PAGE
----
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Silicon-Based Infrared Imaging Sensor

Award Information
Agency: Department of Defense
Branch: Defense Advanced Research Projects Agency
Contract: W31P4Q-07-C-0068
Agency Tracking Number: 06SB2-0308
Amount: $98,960.00
Phase: Phase I
Program: SBIR
Solicitation Topic Code: SB062-015
Solicitation Number: 2006.2
Timeline
Solicitation Year: 2006
Award Year: 2006
Award Start Date (Proposal Award Date): 2006-12-06
Award End Date (Contract End Date): 2007-08-06
Small Business Information
5032 Forbes Avenue
Pittsburgh, PA 15289
United States
DUNS: 362810496
HUBZone Owned: No
Woman Owned: No
Socially and Economically Disadvantaged: Yes
Principal Investigator
 Suresh Santhanam
 Second Engineer
 (412) 268-2026
 irimsens@gmail.com
Business Contact
 Elias Towe
Title: First Engineer
Phone: (412) 268-2454
Email: irimsens@gmail.com
Research Institution
N/A
Abstract

A Phase I effort to investigate the use of poly-crystalline Ge-on-Si and strained SiGe alloy grown on silicon for near-infrared photodetectors is proposed. These devices are expected to cover the spectral band that stretches from a wavelength of 0.8 to 1.6 microns. If reasonable performance devices can be fabricated, this will potentially pave the way for the integration of signal processing electronics with the detectors using standard CMOS process technology. The culmination of the effort (in Phase II) would then be the demonstration of near-infrared focal-plane imaging and sensing arrays. These low-cost arrays could potentially be used in certain applications in lieu of systems made from exotic compound semiconductor materials such as HgCdTe, InSb, or InGaAs. Specifically, in applications where short-distance sensing or imaging is important. The proposed work will investigate heterojunction diodes fabricated from poly-Ge grown (by thermal evaporation) on Si as well as strained heterojunction single-crystalline SiGe diodes grown on Si obtained from commercially available sources. Basic device characteristics, including (i) photocurrent, (ii) dark current, (iii) noise current, (iv) conversion efficiency, and (v) detectivity will be studied. A correlation of these characteristics with theoretical models will be conducted to aid in the optimization of the device structures.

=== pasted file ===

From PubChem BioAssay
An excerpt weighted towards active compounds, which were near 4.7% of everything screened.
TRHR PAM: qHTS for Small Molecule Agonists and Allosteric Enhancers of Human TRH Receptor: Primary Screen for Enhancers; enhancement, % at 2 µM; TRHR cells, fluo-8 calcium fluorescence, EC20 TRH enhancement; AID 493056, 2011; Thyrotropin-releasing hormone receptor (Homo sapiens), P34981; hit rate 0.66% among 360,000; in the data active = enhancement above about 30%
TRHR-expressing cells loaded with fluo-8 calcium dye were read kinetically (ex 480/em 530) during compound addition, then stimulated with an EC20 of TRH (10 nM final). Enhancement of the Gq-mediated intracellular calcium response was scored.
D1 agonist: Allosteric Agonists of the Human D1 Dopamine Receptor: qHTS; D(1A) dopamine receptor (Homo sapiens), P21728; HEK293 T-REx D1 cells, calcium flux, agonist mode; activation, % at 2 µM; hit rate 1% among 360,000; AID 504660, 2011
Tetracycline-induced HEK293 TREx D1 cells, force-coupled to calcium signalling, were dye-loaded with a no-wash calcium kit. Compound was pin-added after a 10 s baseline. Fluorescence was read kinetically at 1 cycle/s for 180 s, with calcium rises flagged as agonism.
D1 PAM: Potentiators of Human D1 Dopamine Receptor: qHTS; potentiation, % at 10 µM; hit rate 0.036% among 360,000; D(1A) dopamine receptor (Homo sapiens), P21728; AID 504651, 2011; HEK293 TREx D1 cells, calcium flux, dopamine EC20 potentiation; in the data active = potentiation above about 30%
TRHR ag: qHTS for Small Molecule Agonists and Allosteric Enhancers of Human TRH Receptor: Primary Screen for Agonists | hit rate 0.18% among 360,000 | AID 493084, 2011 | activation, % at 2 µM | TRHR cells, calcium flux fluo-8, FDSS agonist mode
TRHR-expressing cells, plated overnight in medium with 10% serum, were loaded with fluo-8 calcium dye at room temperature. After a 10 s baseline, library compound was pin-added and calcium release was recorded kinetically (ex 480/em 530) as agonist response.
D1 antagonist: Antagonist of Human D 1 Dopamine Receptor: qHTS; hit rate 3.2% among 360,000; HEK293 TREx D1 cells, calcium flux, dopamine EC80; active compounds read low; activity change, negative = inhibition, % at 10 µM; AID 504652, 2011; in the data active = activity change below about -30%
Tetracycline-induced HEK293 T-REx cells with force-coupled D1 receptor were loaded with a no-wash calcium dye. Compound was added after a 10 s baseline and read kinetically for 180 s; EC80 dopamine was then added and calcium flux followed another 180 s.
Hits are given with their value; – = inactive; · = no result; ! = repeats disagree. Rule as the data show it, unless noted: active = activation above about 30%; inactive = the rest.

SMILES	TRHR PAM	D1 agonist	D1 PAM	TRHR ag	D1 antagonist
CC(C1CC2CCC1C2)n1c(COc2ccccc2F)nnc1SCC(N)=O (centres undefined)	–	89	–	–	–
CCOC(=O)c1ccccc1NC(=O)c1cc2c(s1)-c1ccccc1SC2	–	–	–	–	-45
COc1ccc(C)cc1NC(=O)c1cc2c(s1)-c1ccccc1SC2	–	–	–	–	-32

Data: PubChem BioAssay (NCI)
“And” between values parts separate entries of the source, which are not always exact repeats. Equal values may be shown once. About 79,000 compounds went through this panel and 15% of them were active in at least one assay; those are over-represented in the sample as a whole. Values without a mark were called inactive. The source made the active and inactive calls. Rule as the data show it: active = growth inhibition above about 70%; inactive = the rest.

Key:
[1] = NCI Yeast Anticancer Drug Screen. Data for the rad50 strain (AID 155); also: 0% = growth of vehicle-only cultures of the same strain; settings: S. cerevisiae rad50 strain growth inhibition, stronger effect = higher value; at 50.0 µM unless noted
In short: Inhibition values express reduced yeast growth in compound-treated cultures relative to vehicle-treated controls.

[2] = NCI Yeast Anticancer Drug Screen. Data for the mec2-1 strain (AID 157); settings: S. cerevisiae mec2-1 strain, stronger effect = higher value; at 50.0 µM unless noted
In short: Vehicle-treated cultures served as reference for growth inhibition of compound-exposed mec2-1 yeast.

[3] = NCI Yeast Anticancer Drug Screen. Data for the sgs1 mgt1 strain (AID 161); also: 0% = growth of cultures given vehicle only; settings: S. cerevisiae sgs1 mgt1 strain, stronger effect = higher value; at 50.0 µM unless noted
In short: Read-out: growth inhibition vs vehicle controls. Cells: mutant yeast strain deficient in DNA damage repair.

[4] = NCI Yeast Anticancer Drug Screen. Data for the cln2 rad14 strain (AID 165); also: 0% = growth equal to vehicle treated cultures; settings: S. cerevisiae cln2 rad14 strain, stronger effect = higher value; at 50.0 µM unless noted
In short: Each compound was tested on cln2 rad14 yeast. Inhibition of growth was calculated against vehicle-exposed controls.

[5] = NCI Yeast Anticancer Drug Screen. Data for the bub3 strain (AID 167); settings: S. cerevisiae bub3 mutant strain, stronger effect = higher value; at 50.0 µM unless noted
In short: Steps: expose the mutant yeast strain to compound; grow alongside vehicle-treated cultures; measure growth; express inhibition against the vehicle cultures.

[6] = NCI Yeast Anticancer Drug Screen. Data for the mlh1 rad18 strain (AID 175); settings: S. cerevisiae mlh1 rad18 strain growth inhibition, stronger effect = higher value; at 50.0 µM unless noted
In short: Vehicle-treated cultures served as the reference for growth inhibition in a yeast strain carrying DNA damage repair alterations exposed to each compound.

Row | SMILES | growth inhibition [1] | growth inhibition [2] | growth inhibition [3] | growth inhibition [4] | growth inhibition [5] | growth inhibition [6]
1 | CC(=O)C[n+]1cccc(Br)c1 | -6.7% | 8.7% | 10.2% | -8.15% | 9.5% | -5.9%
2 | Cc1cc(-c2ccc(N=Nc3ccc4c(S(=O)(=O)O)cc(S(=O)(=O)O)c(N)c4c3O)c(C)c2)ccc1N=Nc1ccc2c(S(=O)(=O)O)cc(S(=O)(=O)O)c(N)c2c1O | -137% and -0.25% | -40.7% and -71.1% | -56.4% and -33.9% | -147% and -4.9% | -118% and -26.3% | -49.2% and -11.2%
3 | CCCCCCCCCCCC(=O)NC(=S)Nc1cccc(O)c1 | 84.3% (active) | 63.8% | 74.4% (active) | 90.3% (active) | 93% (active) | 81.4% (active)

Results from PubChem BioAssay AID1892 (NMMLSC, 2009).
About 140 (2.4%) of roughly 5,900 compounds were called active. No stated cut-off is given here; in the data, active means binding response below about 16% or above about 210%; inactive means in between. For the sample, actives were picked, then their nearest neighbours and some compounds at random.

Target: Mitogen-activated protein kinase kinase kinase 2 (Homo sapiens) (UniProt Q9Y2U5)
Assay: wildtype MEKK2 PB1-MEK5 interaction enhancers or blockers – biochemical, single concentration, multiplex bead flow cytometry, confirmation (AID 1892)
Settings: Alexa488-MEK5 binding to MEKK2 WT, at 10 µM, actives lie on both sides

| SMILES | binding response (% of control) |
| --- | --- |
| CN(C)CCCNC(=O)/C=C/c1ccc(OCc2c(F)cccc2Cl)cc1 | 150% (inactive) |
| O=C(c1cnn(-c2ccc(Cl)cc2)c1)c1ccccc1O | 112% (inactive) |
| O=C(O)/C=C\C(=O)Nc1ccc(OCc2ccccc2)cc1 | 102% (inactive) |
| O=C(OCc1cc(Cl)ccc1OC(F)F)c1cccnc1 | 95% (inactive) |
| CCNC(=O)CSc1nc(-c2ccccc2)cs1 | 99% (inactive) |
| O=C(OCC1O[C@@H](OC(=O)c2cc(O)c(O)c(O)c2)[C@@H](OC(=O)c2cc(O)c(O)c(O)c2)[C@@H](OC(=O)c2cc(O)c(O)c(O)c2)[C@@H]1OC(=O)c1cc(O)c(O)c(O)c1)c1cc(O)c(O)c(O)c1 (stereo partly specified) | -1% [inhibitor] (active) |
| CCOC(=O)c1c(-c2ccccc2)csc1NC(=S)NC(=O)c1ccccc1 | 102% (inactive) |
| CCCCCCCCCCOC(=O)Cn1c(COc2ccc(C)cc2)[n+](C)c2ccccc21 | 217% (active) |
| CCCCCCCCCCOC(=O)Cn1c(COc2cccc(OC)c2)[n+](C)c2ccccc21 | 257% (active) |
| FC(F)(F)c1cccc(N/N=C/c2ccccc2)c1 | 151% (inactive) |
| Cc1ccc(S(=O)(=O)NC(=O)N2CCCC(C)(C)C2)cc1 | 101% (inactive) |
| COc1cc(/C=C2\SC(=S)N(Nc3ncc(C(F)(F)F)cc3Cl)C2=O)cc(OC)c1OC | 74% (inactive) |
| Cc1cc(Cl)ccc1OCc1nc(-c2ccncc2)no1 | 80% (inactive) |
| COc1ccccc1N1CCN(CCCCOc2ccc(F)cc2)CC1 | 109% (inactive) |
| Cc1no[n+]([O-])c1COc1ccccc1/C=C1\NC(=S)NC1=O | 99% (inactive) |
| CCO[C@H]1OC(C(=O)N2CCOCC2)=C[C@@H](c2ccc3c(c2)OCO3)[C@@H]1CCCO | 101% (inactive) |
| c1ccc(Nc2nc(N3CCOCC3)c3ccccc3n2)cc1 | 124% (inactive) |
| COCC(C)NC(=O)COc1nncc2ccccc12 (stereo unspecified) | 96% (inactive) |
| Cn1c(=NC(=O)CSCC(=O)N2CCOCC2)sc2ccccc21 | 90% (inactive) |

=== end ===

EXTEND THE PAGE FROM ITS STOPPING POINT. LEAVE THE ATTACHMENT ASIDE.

* Information listed above is at the time of submission. *

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